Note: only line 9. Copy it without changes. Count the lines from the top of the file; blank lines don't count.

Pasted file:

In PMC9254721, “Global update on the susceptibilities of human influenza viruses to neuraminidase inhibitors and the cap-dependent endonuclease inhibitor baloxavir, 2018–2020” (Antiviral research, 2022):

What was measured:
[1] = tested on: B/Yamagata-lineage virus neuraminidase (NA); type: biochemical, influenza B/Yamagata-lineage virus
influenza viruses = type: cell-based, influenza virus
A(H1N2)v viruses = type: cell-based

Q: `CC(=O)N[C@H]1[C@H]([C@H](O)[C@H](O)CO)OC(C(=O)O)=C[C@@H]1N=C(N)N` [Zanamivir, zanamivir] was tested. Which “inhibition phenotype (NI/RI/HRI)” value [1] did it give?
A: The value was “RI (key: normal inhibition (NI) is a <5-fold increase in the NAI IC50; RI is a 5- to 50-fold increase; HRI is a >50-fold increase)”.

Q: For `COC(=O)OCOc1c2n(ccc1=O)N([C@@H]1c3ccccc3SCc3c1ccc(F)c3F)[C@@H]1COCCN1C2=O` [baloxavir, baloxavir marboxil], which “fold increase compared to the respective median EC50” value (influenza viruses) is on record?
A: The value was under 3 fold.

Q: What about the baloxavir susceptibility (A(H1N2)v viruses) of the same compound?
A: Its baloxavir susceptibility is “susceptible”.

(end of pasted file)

A: The value was under 3 fold.